Researchers studying Army soldiers before and after their combat deployments found higher rates of alcohol abuse after they returned home. But they were shocked to see an opposite trend among those who had actually killed in combat.
“We were very surprised by the findings,” study co-author Cristel Russell said in an American University-published summary. “Most previous research supported the prediction that more traumatic experiences would lead to more negative health outcomes, such as alcohol abuse. We found the opposite — that the most traumatic experiences of killing in combat actually led to a decrease in alcohol abuse post-deployment.”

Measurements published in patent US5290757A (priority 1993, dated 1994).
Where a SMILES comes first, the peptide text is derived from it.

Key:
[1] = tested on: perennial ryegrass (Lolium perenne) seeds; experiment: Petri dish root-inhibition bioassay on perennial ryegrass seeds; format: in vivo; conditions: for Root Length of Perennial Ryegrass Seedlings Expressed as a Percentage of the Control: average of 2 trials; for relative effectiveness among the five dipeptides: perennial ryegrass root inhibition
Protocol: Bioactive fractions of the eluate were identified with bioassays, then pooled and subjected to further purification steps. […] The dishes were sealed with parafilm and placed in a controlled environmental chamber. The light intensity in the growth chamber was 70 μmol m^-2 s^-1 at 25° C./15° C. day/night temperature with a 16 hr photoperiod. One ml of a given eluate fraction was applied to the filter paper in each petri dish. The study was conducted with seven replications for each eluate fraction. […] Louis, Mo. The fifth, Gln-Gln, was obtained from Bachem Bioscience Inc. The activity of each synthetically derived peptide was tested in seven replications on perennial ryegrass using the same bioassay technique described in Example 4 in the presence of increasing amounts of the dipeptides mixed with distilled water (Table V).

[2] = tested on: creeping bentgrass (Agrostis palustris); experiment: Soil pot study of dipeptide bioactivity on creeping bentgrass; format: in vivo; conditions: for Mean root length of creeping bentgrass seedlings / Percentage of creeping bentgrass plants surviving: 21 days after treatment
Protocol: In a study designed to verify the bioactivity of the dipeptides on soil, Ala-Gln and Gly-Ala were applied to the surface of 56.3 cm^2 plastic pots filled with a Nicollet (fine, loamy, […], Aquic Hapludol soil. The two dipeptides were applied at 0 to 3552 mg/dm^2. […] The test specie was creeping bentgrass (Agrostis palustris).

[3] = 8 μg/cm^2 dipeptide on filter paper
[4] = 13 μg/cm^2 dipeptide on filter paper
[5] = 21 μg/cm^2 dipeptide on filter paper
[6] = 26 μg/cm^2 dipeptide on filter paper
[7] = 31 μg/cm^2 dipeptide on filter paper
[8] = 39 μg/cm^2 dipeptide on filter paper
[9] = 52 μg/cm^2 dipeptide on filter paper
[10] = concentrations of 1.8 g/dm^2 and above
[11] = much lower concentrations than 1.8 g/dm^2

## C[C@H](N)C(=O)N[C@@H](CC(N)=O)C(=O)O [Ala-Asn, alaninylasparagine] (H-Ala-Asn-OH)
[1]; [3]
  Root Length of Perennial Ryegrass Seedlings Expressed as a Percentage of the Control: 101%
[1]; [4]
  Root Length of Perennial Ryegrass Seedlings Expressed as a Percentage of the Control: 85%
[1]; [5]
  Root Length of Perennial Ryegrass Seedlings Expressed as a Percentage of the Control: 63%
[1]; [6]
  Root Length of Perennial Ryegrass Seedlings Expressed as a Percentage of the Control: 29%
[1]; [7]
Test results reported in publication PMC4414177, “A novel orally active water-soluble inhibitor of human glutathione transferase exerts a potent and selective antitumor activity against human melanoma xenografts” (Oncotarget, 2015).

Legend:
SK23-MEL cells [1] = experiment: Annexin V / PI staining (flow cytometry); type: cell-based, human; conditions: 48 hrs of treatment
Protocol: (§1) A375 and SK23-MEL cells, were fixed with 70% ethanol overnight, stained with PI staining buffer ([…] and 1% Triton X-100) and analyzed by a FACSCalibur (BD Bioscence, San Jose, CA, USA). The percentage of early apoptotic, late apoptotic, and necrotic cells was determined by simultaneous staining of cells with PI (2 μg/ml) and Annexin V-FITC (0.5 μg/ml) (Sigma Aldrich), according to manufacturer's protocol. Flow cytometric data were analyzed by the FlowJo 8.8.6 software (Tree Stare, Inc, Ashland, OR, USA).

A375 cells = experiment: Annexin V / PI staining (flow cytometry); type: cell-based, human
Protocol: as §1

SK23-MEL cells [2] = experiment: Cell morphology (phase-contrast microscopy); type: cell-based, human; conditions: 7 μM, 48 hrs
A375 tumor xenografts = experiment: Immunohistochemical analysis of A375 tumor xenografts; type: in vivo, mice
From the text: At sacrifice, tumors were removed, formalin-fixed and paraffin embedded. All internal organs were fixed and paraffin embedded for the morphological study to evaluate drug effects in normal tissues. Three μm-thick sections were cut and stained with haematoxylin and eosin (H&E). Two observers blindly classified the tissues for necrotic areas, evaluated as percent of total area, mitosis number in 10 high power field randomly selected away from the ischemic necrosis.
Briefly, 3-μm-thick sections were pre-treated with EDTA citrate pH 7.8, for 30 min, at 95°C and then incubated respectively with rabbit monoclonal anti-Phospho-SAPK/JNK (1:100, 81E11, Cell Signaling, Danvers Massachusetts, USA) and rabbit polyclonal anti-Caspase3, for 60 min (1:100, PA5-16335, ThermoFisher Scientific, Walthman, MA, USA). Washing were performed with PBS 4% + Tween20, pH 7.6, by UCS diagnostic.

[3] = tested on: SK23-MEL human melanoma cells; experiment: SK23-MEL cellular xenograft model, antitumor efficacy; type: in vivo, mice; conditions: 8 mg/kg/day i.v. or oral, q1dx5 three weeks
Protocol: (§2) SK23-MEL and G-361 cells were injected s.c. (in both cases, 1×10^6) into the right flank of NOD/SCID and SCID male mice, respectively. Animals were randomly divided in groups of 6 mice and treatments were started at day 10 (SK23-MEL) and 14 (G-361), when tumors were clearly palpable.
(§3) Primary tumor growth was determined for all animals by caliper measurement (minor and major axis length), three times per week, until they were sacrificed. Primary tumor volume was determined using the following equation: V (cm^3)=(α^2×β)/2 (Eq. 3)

One National Guard BCT is far too small a sample to really judge from, as well as potential problems in the methodology and length of the survey.
But it is still an interesting study, and probably worth more investigation.